As we wait patiently to see if Rey turns out to be a Skywalker in Star Wars: Episode VII, scientists have discovered a whole bunch of Skywalkers in China’s Yunnan Province. These are Skywalkers of the lesser ape variety — a new species of gibbons recently documented in the American Journal of Primatology.
The technical name for these gibbons is Hoolock tianxing but will colloquially be known as Skywalker hoolock gibbons. The name is a nod to the fact that the Chinese characters of the scientific name mean “Heaven’s movement.” But let’s be real: The main reason these gibbons are called “Skywalkers” is because the scientists are major Star Wars nerds.
While these gibbons had been observed for years, it was careful examination by a research team led by Fang Peng-Fei from Sun Yat-sen University in China that led to the realization that they were looking at a new species. These gibbons have different facial markings and “beards” than their peers living in Bangladesh, India, Myanmar, and other parts of China. The team suspect that there are an estimated 200 Skywalker gibbons that live in China — including the ones they encountered living in the Gaoligongshan nature reserve 2,500 meters above sea level.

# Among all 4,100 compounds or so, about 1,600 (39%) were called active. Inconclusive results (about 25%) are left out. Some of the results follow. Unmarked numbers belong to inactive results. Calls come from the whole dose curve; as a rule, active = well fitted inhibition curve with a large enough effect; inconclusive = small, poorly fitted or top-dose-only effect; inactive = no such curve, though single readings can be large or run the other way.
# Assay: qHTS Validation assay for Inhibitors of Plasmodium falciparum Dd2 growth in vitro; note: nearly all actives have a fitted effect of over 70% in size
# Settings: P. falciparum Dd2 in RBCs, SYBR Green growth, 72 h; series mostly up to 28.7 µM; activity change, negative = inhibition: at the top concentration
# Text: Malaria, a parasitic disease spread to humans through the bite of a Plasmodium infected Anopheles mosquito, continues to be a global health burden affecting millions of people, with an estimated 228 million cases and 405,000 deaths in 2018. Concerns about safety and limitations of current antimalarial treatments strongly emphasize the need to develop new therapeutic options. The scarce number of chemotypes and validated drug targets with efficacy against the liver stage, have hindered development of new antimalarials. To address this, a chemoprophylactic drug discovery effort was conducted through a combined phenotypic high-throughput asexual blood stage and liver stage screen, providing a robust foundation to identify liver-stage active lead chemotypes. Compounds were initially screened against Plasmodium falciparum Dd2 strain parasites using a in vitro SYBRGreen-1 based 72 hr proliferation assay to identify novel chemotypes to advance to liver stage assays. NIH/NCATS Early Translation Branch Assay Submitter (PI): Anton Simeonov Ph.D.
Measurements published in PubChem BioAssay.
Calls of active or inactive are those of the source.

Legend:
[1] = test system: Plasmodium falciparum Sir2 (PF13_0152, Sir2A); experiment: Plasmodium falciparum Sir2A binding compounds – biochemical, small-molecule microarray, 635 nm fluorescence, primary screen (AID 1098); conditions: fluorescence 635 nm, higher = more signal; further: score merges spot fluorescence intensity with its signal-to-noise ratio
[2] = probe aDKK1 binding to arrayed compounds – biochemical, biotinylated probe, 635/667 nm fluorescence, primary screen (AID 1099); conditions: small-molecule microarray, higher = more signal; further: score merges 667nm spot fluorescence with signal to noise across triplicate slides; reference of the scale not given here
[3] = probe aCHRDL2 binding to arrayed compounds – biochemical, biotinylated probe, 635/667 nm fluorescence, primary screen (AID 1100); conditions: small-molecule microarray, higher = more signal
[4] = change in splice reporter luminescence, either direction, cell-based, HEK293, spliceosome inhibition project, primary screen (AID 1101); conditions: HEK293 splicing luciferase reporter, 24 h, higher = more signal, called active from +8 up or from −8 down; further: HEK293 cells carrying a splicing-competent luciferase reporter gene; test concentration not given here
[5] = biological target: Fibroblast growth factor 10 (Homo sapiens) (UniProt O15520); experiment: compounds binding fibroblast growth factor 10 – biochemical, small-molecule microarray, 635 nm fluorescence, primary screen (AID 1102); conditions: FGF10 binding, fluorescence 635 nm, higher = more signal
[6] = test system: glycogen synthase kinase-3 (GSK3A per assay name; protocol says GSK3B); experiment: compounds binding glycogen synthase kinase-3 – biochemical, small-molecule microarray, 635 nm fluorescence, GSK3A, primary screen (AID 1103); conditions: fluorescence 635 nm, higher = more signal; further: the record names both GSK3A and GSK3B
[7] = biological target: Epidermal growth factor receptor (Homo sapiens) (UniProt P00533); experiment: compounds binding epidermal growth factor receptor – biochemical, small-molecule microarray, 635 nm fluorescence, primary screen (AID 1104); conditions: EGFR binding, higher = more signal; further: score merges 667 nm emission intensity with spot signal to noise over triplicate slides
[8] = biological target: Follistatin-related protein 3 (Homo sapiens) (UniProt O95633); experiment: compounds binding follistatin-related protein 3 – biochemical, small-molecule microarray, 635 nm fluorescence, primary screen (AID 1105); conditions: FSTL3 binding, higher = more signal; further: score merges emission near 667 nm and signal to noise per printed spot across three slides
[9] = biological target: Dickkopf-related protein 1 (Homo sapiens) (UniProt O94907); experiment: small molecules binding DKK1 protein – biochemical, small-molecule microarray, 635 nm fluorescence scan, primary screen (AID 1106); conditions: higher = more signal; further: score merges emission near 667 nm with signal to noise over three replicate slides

Luke Skywalker himself, Mark Hamill, tweeted this morning his pleasure that the “jungle Jedi” share his cinematic namesake.
While Hamill is just trying to be a joker, gibbons are very different than gorillas. While both apes, gibbons are lesser apes while gorillas are in a taxonomic family called great apes. Adult gibbons are an average of 3 feet tall and weigh between 12 and 20 pounds. They are known for their hooting calls and their ability to gracefully and powerfully swing through the jungle — not unlike other Skywalkers that we know.
First identified by scientists in 1834, gibbons are considered the most endangered of all ape species. Gibbons are at risk because of illegal wildlife trade and loss of habitat.
“The discovery of the new species focuses attention on the need for improved conservation of small apes,” the researchers write, “many of which are in danger of extinction in southern China and Southeast Asia.”